One of the perks of running a large independent photography blog is the fact that I am blessed with the ability to try gear in situations that I may not have ever done before. So earlier last year when Sony brought myself and a number of other journalists to Austin, TX they set us up to be able to play with their new Sony a6500 as a concert was happening. Now, let me frank: Sony did everything that they possibly could to deliver “good lighting” which as you’ll find out reading this month’s content, isn’t the case with most concerts. In fact, it’s only ever been the case with one show I’ve seen, and this is an exception.
Sony stuffed a 24MP APS-C sensor into the a6500, gave it more responsive autofocusing abilities for photojournalists, better video, better high ISO output, and well for a concert photographer that’s all you’ll really care about. You still get that fantastic and fast ability to be able to transfer an image to your phone or tablet so you can shoot it off to Instagram ASAP, and you still get very good ergonomics for something like this.
Concerts and the musicians in them run the gamut of personalities: they can be really crazy and all over the place, or they can be pretty stagnant. In this case, the musicians were mostly stagnant. This is much unlike lots of the punk rock, hardcore and metal shows that I remember photographing when I was still cutting my teeth as a young Phoblographer. This time around though, the cameras have better image quality, focusing, and are smaller.
Generally speaking for concert photography, I’m always a person that prefers to use the tried and true focus and recompose method. In real life situations, it’s simply easier unless you’ve preset your autofocusing point, chosen a specific composition and are hellbent on getting a great shot with the framing you’re working with. There’s truthfully nothing wrong with that, but the closer you get to a subject, the more you’ll often find that focusing and recomposing works a lot. Photographers have done it for years, and as long as you shift your plane rather than tilt your plane of focus, you should be alright.
When shooting with Sony’s cameras, you’ll be pleasantly surprised to know that they’ve got a black and white creative profile built in. I typically like setting this to high contrast and sharpness. Then when I’m shooting a concert, I like to underexpose just slightly if I can in most situations to be able to do two things:
- Get more details in the highlights
- To stop fast moving motion.
Just remember that modern cameras allow you to push files for quite a while, so one or two stops shouldn’t be a major issue with black and white photography.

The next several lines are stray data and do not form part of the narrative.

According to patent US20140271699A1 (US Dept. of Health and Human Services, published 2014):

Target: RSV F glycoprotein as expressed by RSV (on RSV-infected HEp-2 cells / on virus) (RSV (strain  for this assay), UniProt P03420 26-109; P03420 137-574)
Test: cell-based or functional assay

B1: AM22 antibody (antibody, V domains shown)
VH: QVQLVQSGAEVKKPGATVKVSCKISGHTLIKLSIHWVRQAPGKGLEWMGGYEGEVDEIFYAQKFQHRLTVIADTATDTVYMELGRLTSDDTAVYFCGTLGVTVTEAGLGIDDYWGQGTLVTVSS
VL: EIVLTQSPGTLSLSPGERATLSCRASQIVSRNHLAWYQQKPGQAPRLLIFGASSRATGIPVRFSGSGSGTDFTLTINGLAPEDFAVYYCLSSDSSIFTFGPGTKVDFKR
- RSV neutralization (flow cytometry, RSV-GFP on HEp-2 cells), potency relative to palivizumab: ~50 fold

I’ve shot in pits before, and the “pit” that Sony gave us allowed us to have a whole lot of room. 20 or more journalists were allowed to move freely around with lots of comfortable spaces.
Any time that I’ve ever been in a pit, everyone has been stacked up on one another. Because I’m short, I’m bound to get a lens or someone else on me trying to use me as a human tripod. But this time around, we were given very free reign. Keep that in mind when and if you ever want to get into shooting concerts.
The Sony a6500 in Use for a Concert
Sony’s a6500 is more than capable of shooting great photos in a concert setting. But to get the most out of it, you’ll want one of the company’s faster focusing lenses like their 28mm f2. This lens is small and also very lightweight, so it works very well with the a6500’s small camera body. You’ll have a field of view a bit longer than 35mm, but it will be workable for the space you’re getting when you’re up against the stage.
The camera also has tracking autofocus abilities which work out well enough in most cases. If you combine it with face detection, you’re bound to get certain hit or miss situations. As musicians move around a stage they go from dark, to light, to red, to blue, or green. These can all throw off a camera’s autofocus algorithms. I strongly recommend using either the center focusing point to initially focus and then let the camera track the subject across the frame. This will also help due to the fact that you’re going to need to turn off the AF assist beam when photographing the performers.
All of my photos were edited in Capture One 10 with the highlights adjusted, a black and white conversion and the exposure changing a bit. Plus, I boosted the clarity a tad. The a6500 does very well at higher ISOs and is able to pull a fair chunk of extra details out of the highlights. Even when pushing the shadows, the camera isn’t a drag at all. Then when you get into manipulating certain color levels, you’ll see just how much more you’ll be able to get from the camera’s very good sensor.
What’ fascinated me even more is just how good 13×18 prints make when shooting with this camera at ISO 6400. The noise doesn’t really look film-like, but it isn’t bad at all in the situations where you even see noise.
Overall, the Sony a6500 is a rather decent camera for capturing musicians as they perform. Despite the fact that I feel that any camera can deliver great images, there’s still something I personally feel about full frame cameras and their ability to capture scenes at a concert.
But that’s very highly personal.